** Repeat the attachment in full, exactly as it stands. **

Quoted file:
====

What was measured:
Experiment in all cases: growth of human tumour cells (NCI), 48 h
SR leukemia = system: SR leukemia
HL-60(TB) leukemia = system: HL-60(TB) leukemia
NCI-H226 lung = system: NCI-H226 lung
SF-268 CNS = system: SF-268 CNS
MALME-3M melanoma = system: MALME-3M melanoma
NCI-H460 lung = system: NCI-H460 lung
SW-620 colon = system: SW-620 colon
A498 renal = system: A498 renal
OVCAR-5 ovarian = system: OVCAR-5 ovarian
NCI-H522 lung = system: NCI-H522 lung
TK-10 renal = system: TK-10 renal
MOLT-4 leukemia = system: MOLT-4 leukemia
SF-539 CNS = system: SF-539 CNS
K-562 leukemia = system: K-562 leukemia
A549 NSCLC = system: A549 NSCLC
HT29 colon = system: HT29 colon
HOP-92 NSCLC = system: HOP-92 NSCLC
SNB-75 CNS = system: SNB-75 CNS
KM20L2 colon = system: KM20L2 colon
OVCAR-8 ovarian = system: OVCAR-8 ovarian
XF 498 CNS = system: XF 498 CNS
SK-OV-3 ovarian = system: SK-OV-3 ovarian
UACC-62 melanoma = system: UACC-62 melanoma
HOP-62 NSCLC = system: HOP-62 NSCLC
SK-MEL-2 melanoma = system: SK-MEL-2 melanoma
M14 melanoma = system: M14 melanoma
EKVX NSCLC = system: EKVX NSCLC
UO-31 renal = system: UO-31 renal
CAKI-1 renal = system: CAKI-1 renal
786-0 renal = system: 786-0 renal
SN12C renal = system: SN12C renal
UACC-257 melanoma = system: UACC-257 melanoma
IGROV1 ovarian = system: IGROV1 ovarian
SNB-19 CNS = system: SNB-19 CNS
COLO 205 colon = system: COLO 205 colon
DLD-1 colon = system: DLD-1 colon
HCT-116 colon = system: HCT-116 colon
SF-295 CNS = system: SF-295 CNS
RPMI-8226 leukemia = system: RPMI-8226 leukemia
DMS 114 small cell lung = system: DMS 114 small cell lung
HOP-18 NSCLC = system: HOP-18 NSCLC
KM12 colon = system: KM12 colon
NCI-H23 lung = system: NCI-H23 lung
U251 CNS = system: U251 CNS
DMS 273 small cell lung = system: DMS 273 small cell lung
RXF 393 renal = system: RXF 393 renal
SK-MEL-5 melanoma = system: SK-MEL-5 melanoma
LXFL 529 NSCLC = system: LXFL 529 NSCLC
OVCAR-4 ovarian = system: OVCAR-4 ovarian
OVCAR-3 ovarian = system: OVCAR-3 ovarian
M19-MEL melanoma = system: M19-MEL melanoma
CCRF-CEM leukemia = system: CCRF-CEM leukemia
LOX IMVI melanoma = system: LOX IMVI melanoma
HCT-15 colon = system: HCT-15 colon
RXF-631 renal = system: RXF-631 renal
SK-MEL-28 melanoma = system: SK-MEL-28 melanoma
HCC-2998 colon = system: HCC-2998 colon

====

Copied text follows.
What was measured:
Experiment in all cases: growth of human tumour cells (NCI), 48 h
SR leukemia = system: SR leukemia
HL-60(TB) leukemia = system: HL-60(TB) leukemia
NCI-H226 lung = system: NCI-H226 lung
SF-268 CNS = system: SF-268 CNS
MALME-3M melanoma = system: MALME-3M melanoma
NCI-H460 lung = system: NCI-H460 lung
SW-620 colon = system: SW-620 colon
A498 renal = system: A498 renal
OVCAR-5 ovarian = system: OVCAR-5 ovarian
NCI-H522 lung = system: NCI-H522 lung
TK-10 renal = system: TK-10 renal
MOLT-4 leukemia = system: MOLT-4 leukemia
SF-539 CNS = system: SF-539 CNS
K-562 leukemia = system: K-562 leukemia
A549 NSCLC = system: A549 NSCLC
HT29 colon = system: HT29 colon
HOP-92 NSCLC = system: HOP-92 NSCLC
SNB-75 CNS = system: SNB-75 CNS
KM20L2 colon = system: KM20L2 colon
OVCAR-8 ovarian = system: OVCAR-8 ovarian
XF 498 CNS = system: XF 498 CNS
SK-OV-3 ovarian = system: SK-OV-3 ovarian
UACC-62 melanoma = system: UACC-62 melanoma
HOP-62 NSCLC = system: HOP-62 NSCLC
SK-MEL-2 melanoma = system: SK-MEL-2 melanoma
M14 melanoma = system: M14 melanoma
EKVX NSCLC = system: EKVX NSCLC
UO-31 renal = system: UO-31 renal
CAKI-1 renal = system: CAKI-1 renal
786-0 renal = system: 786-0 renal
SN12C renal = system: SN12C renal
UACC-257 melanoma = system: UACC-257 melanoma
IGROV1 ovarian = system: IGROV1 ovarian
SNB-19 CNS = system: SNB-19 CNS
COLO 205 colon = system: COLO 205 colon
DLD-1 colon = system: DLD-1 colon
HCT-116 colon = system: HCT-116 colon
SF-295 CNS = system: SF-295 CNS
RPMI-8226 leukemia = system: RPMI-8226 leukemia
DMS 114 small cell lung = system: DMS 114 small cell lung
HOP-18 NSCLC = system: HOP-18 NSCLC
KM12 colon = system: KM12 colon
NCI-H23 lung = system: NCI-H23 lung
U251 CNS = system: U251 CNS
DMS 273 small cell lung = system: DMS 273 small cell lung
RXF 393 renal = system: RXF 393 renal
SK-MEL-5 melanoma = system: SK-MEL-5 melanoma
LXFL 529 NSCLC = system: LXFL 529 NSCLC
OVCAR-4 ovarian = system: OVCAR-4 ovarian
OVCAR-3 ovarian = system: OVCAR-3 ovarian
M19-MEL melanoma = system: M19-MEL melanoma
CCRF-CEM leukemia = system: CCRF-CEM leukemia
LOX IMVI melanoma = system: LOX IMVI melanoma
HCT-15 colon = system: HCT-15 colon
RXF-631 renal = system: RXF-631 renal
SK-MEL-28 melanoma = system: SK-MEL-28 melanoma
HCC-2998 colon = system: HCC-2998 colon